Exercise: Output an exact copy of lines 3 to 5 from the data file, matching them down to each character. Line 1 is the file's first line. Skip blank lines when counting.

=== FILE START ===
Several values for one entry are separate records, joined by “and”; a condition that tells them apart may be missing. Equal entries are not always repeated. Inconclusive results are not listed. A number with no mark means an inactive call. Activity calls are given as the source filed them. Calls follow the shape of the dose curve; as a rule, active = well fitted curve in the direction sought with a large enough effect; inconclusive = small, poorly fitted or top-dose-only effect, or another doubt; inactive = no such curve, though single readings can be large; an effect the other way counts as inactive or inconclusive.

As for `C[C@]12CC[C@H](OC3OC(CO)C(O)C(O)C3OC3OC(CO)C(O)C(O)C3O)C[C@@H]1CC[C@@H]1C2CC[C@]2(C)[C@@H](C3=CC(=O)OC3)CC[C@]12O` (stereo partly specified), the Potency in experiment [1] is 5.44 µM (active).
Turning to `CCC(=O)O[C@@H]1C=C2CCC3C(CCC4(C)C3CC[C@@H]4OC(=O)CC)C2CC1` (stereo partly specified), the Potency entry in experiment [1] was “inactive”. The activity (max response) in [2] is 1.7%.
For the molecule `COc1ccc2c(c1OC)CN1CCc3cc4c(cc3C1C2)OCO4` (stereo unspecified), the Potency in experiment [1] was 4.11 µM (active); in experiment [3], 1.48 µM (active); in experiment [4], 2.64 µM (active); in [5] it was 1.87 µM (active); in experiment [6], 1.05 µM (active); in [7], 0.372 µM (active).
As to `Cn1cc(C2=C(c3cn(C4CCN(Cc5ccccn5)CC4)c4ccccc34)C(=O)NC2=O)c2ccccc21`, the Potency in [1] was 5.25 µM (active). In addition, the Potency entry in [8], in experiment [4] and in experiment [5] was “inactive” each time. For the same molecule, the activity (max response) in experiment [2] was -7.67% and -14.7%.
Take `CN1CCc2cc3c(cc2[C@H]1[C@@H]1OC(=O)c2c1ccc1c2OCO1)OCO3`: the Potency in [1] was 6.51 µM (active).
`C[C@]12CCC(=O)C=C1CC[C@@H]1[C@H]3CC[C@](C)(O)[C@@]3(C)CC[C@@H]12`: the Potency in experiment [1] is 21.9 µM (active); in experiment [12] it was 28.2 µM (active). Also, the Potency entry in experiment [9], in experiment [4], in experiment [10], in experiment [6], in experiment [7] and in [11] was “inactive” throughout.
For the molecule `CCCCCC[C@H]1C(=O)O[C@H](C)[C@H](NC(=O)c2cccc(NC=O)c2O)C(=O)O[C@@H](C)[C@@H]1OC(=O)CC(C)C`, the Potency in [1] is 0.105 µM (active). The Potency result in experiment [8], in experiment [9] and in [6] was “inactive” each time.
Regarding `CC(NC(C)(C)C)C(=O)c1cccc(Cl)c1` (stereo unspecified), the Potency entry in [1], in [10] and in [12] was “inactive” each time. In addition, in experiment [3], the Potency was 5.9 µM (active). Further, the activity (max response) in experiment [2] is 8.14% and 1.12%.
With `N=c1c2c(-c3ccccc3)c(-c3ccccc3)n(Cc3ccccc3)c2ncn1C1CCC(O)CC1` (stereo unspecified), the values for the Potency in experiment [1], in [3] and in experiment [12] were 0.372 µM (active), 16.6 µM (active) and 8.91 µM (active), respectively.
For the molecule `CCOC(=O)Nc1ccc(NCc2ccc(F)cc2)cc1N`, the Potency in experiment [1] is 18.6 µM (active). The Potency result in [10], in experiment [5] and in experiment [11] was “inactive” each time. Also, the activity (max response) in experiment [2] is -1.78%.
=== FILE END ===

Turning to `CCC(=O)O[C@@H]1C=C2CCC3C(CCC4(C)C3CC[C@@H]4OC(=O)CC)C2CC1` (stereo partly specified), the Potency entry in experiment [1] was “inactive”. The activity (max response) in [2] is 1.7%.
For the molecule `COc1ccc2c(c1OC)CN1CCc3cc4c(cc3C1C2)OCO4` (stereo unspecified), the Potency in experiment [1] was 4.11 µM (active); in experiment [3], 1.48 µM (active); in experiment [4], 2.64 µM (active); in [5] it was 1.87 µM (active); in experiment [6], 1.05 µM (active); in [7], 0.372 µM (active).
As to `Cn1cc(C2=C(c3cn(C4CCN(Cc5ccccn5)CC4)c4ccccc34)C(=O)NC2=O)c2ccccc21`, the Potency in [1] was 5.25 µM (active). In addition, the Potency entry in [8], in experiment [4] and in experiment [5] was “inactive” each time. For the same molecule, the activity (max response) in experiment [2] was -7.67% and -14.7%.